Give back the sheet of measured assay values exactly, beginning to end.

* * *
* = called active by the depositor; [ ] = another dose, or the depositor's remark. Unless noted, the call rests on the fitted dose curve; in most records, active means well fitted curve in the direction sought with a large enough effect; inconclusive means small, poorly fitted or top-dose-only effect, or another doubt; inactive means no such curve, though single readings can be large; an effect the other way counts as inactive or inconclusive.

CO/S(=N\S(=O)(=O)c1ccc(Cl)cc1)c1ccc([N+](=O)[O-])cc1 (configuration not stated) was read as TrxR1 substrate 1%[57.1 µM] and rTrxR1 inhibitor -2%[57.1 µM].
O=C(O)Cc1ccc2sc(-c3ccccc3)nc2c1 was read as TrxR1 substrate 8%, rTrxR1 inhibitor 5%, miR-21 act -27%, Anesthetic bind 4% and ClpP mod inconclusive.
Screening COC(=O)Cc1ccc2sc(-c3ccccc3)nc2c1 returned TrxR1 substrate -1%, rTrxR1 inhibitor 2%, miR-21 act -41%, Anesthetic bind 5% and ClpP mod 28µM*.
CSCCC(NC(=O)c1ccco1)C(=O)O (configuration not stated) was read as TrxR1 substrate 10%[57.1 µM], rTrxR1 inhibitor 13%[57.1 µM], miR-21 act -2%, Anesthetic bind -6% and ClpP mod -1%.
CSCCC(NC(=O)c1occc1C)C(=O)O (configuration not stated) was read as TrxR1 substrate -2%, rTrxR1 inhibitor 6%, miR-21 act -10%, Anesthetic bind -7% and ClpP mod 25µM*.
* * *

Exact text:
* = called active by the depositor; [ ] = another dose, or the depositor's remark. Unless noted, the call rests on the fitted dose curve; in most records, active means well fitted curve in the direction sought with a large enough effect; inconclusive means small, poorly fitted or top-dose-only effect, or another doubt; inactive means no such curve, though single readings can be large; an effect the other way counts as inactive or inconclusive.

CO/S(=N\S(=O)(=O)c1ccc(Cl)cc1)c1ccc([N+](=O)[O-])cc1 (configuration not stated) was read as TrxR1 substrate 1%[57.1 µM] and rTrxR1 inhibitor -2%[57.1 µM].
O=C(O)Cc1ccc2sc(-c3ccccc3)nc2c1 was read as TrxR1 substrate 8%, rTrxR1 inhibitor 5%, miR-21 act -27%, Anesthetic bind 4% and ClpP mod inconclusive.
Screening COC(=O)Cc1ccc2sc(-c3ccccc3)nc2c1 returned TrxR1 substrate -1%, rTrxR1 inhibitor 2%, miR-21 act -41%, Anesthetic bind 5% and ClpP mod 28µM*.
CSCCC(NC(=O)c1ccco1)C(=O)O (configuration not stated) was read as TrxR1 substrate 10%[57.1 µM], rTrxR1 inhibitor 13%[57.1 µM], miR-21 act -2%, Anesthetic bind -6% and ClpP mod -1%.
CSCCC(NC(=O)c1occc1C)C(=O)O (configuration not stated) was read as TrxR1 substrate -2%, rTrxR1 inhibitor 6%, miR-21 act -10%, Anesthetic bind -7% and ClpP mod 25µM*.